Continuing the development of Mozilla BrowserQuest
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#203 Compare This branch is 299 commits ahead of mozilla:master.
Latest commit c3a960b Jan 29, 2015 @Aaron1011 Aaron1011 Merge pull request #165 from williamchong007/master
minor bugfixes


Build Status Dependency Status

BrowserQuest is a HTML5/JavaScript multiplayer game experiment.

It has three major parts:

  • the server side, which runs using Node.js
  • the client side, which runs using javascript in your browser
  • the database side, which runs using Redis

Browser Support

  • Firefox - Works well.
  • Chrome - Works well.
  • Chromium - Works well.
  • Opera 15.x - Works well.
  • Opera 12.16 - Background music doesn't play. Everything else works (Very slow though).
  • Safari 6.x - Background music doesn't play. Everything else works well.
  • IE 10.x - Doesn't work. Other versions untested.

How to get it going

Getting the server up and running is pretty easy. You need to have the following installed:

  • Node.js ← Versions 0.8.x-0.10.x work. Do not use 0.6.x, it does not work.
  • gcc-c++ ← optional. Not needed on windows.
  • GNU make ← optional. Not needed on windows.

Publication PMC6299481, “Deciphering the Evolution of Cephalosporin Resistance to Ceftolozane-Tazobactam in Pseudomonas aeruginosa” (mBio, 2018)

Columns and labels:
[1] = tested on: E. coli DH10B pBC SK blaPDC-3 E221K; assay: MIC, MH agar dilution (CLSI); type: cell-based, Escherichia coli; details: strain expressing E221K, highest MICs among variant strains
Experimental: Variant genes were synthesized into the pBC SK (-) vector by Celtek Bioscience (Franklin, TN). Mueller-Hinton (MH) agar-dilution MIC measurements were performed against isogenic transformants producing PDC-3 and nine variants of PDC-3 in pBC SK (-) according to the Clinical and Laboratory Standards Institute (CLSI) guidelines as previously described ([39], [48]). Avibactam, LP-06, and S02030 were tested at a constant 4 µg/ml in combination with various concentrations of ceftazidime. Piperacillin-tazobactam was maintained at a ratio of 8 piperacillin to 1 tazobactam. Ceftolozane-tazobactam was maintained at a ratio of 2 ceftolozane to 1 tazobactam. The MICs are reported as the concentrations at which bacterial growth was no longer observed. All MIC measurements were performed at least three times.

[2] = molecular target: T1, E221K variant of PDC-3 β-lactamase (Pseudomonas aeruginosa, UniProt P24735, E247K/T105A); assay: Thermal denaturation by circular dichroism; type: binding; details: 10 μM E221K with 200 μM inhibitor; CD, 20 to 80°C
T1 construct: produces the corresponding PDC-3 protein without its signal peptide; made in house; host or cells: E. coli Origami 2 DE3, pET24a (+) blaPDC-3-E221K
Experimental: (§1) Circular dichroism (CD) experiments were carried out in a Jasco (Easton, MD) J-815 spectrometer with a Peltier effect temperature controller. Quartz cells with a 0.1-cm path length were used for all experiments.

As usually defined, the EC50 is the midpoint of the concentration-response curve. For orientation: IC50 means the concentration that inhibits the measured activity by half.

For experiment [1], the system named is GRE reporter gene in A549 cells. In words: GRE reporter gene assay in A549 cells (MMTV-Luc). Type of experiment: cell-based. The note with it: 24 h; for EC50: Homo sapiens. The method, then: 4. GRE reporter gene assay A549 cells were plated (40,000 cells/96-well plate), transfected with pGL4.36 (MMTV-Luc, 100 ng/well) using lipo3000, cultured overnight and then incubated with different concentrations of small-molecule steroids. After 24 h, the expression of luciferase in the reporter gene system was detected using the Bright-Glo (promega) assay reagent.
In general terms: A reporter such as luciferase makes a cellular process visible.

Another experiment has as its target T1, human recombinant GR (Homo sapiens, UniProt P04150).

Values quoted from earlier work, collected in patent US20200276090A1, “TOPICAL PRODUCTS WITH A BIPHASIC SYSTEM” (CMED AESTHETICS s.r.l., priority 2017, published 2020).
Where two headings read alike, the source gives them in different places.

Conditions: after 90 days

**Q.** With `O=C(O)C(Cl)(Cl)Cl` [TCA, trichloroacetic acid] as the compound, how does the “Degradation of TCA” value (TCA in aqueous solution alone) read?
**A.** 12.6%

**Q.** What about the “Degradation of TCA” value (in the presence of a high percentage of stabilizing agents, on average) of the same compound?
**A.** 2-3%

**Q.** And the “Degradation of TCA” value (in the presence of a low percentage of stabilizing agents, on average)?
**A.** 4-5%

• Memcached ← optional. This is needed to enable metrics.
  • zlib-devel ← this is the Fedora/RHEL package name, others may be sightly different. Not needed on windows.
  • Redis server ← this is needed for the game to connect to the backend database.


$ sudo apt-get update
$ sudo apt-get upgrade
$ sudo apt-get install g++ make memcached libncurses5 redis-server git -y
$ curl -sL | sudo bash -
$ sudo apt-get install nodejs

Clone the git repo:

$ git clone git://
$ cd BrowserQuest

Then install the Node.js dependencies by running:

$ npm config set registry
$ npm install -d

Before starting the BrowserQuest server, you must start Redis. In Windows, you can simply run redis-server.exe in your redis\bin\release directory.

Then start the server by running:

$ node server/js/main.js

The BrowserQuest server should start, showing output like this:

$ node server/js/main.js
This server can be customized by creating a configuration file named: ./server/config_local.json
[Thu Sep 13 2012 17:16:27 GMT-0400 (EDT)] INFO Starting BrowserQuest game server...
[Thu Sep 13 2012 17:16:27 GMT-0400 (EDT)] INFO world1 created (capacity: 200 players).
[Thu Sep 13 2012 17:16:27 GMT-0400 (EDT)] INFO world2 created (capacity: 200 players).
[Thu Sep 13 2012 17:16:27 GMT-0400 (EDT)] INFO world3 created (capacity: 200 players).
[Thu Sep 13 2012 17:16:27 GMT-0400 (EDT)] INFO world4 created (capacity: 200 players).
[Thu Sep 13 2012 17:16:27 GMT-0400 (EDT)] INFO world5 created (capacity: 200 players).